|Cellular Location||Nucleus. Cytoplasm. Note=Nucleocytoplasmic shuttling is effected by interaction with other circadian core oscillator proteins and/or by phosphorylation. Retention of PER1 in the cytoplasm occurs through PER1-PER2 heterodimer formation Translocate to the nucleus after phosphorylation by CSNK1D or CSNK1E. Also translocated to the nucleus by CRY1 or CRY2 (By similarity).|
|Tissue Location||Widely expressed. Expressed in hair follicles (at protein level).Found in heart, brain, placenta, lung, liver, skeletal muscle, pancreas, kidney, spleen, thymus, prostate, testis, ovary and small intestine. Highest level in skeletal muscle.|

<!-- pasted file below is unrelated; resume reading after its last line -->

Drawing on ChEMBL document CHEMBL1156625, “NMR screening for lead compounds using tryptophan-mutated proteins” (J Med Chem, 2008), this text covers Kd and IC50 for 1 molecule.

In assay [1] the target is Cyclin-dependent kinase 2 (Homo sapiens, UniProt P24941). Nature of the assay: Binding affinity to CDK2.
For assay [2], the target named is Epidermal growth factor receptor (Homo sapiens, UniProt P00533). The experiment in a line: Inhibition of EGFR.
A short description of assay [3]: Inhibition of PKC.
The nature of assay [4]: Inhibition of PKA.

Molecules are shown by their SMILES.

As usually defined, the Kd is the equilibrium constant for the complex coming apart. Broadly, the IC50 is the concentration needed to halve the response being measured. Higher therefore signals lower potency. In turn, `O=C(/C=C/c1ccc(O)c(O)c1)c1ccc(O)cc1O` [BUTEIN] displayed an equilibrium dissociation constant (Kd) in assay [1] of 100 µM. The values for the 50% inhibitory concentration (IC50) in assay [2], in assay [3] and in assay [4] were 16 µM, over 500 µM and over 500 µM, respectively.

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This gene is a member of the Period family of genes and isexpressed in a circadian pattern in the suprachiasmatic nucleus,the primary circadian pacemaker in the mammalian brain. Genes inthis family encode components of the circadian rhythms of locomotoractivity, metabolism, and behavior. Circadian expression in thesuprachiasmatic nucleus continues in constant darkness, and a shiftin the light/dark cycle evokes a proportional shift of geneexpression in the suprachiasmatic nucleus. The specific function ofthis gene is not yet known. Alternative splicing has been observedin this gene; however, these variants have not been fullydescribed.
Xia, H.C., et al. Can J Neurol Sci 37(3):365-370(2010)Soria, V., et al. Neuropsychopharmacology 35(6):1279-1289(2010)Utge, S.J., et al. PLoS ONE 5 (2), E9259 (2010) :Zhu, Y., et al. Cancer Res. 69(24):9315-9322(2009)Pendergast, J.S., et al. J. Neurosci. 29(46):14681-14686(2009)